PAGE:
Besides these Maya glyphs, portraits of howler monkeys are also seen on stone hacha’s that were produced for the Mesoamerican ball game. The following two examples exhibit similar facial features as those seen within the polygonal mesa at Cydonia (Figure 5).  The first is Maya stone hacha in the form of a howler monkey. Notice the broad curved forehead, the empty eye socket and the open mouth (Figure 5a). The second example is a stone hacha from Veracruz (Figure 5b). This hacha depicts a transformational image of a human and monkey face. Notice the spiraling headdress, the broad nose, the empty eye socket and the gaping mouth with thick lips. 

Figure 5
Monkey Faced Hachas
a. Howler Monkey Head (Hacha)
Maya – Guatemala
Drawing by George J. Haas
(Image source: Seeing with new eyes, Rebecca Stone-Miller
b. Helmeted Transformational Head (Hacha)
Olmec – Veracruz
Drawing by George J. Haas
(Image source: Ceremonial Sculpture of Ancient Veracruz, Dr. Marilyn M. Goldstein)

   When these Mesoamerican sculptures and glyphs of howler monkeys are compared to the simian-faced formation seen on the northern planes of Cydonia their intrinsic commonality becomes undeniable. Most notable is the Helmeted Transformational Head (Figure 6).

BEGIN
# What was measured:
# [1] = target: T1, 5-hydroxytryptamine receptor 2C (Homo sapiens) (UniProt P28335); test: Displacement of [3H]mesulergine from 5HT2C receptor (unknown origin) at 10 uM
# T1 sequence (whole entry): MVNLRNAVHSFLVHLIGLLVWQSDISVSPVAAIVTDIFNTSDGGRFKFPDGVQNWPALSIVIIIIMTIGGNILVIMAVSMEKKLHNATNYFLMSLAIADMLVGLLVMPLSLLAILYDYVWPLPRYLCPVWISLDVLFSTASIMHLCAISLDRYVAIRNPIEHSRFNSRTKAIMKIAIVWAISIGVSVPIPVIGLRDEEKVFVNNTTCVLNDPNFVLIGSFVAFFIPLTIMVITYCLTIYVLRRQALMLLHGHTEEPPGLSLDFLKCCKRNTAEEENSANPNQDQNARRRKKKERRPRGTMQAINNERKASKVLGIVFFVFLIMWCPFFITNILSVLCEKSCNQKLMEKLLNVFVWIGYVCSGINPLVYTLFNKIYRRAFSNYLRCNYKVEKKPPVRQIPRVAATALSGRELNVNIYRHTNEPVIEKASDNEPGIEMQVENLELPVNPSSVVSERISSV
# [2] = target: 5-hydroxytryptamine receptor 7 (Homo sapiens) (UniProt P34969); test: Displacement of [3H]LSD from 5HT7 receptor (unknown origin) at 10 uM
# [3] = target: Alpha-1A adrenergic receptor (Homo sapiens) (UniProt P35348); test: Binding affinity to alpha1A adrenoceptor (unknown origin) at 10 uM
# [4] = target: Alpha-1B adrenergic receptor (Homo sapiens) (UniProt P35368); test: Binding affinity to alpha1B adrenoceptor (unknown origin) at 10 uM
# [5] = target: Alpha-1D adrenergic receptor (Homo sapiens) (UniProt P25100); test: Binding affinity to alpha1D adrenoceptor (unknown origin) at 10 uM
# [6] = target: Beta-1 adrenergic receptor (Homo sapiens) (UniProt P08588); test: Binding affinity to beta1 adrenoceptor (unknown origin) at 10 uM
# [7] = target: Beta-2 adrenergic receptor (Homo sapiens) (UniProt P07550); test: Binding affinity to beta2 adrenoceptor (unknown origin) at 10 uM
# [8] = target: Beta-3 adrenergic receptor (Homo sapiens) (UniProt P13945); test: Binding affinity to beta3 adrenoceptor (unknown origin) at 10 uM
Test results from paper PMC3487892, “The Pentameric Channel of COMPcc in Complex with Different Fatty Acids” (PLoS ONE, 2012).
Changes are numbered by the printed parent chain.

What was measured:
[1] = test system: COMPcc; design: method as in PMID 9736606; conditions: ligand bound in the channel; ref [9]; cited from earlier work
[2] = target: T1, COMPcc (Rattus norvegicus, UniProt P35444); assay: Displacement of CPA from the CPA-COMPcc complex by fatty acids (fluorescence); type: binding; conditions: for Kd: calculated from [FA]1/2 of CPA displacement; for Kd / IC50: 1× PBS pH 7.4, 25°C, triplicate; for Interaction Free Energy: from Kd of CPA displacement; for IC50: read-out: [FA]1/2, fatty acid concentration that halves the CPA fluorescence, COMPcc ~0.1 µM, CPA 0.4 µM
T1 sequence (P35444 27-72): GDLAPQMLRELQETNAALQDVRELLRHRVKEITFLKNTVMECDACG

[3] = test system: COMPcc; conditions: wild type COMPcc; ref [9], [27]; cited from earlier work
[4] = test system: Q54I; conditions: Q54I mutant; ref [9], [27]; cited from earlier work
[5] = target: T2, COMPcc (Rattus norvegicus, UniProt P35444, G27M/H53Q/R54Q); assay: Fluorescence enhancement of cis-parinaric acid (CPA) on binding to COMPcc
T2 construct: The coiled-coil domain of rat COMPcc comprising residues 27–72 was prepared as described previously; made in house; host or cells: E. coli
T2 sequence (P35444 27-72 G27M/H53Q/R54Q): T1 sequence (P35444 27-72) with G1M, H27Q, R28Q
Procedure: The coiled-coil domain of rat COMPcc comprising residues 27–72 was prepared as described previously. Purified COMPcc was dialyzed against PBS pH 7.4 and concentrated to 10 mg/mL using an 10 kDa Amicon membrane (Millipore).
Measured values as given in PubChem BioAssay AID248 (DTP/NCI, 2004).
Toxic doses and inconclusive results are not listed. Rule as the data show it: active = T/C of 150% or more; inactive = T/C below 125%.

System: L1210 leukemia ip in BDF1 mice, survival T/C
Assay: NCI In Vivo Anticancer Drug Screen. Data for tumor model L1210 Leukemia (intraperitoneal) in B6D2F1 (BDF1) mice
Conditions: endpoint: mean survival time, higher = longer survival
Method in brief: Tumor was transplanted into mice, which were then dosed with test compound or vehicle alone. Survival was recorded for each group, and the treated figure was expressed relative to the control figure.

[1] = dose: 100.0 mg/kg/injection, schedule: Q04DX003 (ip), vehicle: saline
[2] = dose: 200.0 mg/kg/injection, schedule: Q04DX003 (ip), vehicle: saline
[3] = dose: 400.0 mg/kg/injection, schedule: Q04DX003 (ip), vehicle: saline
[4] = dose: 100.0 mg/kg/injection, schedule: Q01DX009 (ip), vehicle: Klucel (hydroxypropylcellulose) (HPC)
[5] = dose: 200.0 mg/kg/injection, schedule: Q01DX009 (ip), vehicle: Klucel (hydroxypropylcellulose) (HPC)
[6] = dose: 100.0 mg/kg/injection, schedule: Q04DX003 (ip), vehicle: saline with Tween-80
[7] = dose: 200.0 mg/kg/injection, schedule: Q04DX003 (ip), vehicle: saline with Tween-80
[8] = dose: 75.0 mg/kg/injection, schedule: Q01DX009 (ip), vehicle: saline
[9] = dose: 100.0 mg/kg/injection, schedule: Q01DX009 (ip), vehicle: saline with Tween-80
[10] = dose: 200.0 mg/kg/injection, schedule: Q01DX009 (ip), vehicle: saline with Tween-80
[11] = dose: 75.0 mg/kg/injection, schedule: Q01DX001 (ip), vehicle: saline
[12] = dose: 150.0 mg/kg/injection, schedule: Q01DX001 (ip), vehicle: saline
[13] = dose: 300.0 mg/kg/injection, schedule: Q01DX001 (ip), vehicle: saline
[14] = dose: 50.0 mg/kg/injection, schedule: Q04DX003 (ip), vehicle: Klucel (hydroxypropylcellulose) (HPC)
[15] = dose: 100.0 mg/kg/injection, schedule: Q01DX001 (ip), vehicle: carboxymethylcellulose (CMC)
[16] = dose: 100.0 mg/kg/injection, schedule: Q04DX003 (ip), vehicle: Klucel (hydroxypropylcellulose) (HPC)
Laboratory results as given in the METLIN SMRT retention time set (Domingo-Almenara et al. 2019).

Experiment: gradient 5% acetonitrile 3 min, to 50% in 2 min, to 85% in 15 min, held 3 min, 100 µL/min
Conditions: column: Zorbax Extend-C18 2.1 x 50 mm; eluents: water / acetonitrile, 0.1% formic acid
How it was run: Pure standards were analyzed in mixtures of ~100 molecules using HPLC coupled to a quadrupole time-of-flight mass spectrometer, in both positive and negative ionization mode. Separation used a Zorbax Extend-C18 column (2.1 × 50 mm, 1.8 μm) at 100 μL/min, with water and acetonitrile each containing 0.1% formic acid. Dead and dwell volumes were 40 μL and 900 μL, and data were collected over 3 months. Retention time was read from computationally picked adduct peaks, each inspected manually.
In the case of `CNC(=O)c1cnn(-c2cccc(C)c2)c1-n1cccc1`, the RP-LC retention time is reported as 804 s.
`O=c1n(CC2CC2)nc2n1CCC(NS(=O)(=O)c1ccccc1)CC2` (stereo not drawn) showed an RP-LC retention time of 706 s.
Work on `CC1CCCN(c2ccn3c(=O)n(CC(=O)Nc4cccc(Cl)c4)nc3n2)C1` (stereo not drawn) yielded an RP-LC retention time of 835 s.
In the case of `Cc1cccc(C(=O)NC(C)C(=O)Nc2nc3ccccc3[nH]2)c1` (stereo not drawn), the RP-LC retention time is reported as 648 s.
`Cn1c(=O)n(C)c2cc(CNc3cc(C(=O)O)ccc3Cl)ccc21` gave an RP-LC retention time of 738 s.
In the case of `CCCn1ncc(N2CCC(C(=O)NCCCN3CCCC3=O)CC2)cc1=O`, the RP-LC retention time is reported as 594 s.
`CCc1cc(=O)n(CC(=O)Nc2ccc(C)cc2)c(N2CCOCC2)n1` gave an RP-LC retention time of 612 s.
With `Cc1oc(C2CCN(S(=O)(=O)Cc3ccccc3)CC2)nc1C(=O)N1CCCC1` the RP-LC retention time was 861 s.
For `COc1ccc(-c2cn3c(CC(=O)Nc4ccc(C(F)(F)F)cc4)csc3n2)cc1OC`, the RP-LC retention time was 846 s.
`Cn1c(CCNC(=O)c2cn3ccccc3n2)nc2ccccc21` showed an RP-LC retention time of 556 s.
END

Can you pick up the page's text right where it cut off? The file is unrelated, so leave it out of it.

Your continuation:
Figure 6
Comparison of Howler Monkeys
Left: Helmeted Transformational Head (Hacha)
Olmec – Veracruz
Right: Martian Howler Monkey

   Beyond the overt relationship between the various incarnation of the Mesoamerican howler monkey and this polygonal mesa, their similarity goes far beyond chance. It goes far deeper by challenging all odds of probability when one considers that the area known as Cydonia is located at a latitude between 32° N to 42° N9 and according to the ancillary data, provided by NASA, the center of this MOC strip zeros in on the planet at 42.27°N. Therefore, due to the fact that this polygonal mesa is seen in the lower third of the strip, it is strategically location right at the northern most point of Cydonia - at 42° N.

   We find it to be well beyond coincidence that not only does this polygonal mesa resemble a howler monkey as described within the motifs of Mesoamerican iconography, it is also the Martian equivalent to God C - a celestial marker for cardinal north.

1. A similar carved trench is seen extending from a structure in the Cydonia area known as the Fortress. See MOC image M04-01903.
2. John Montgomery, Dictionary of Maya Hieroglyphics, (Hippocrene Books, Inc. New York) 2002, p.155.
3. Susan Milbrath, Star Gods of the Maya Astronomy in Art, Folklore, and Calendars, (University of Texas Press, Austin), 1999, p.225.
4. Linda Schele and David Freidel, A Forest of Kings, The Untold Story of the Ancient Maya, (Quill, New York), 1990, p.410.
5. Ibid, p.410.
6. Susan Milbrath, Star Gods of the Maya Astronomy in Art, Folklore, and Calendars, (University of Texas Press, Austin), 1999,   p.71,75.
7. Ibid, p. 273.
8. Ibid, p. 273.
9. William K. Hartmann, A Traveler’s Guide to Mars The Mysterious Landscapes of the Red Planet (2003), p.336.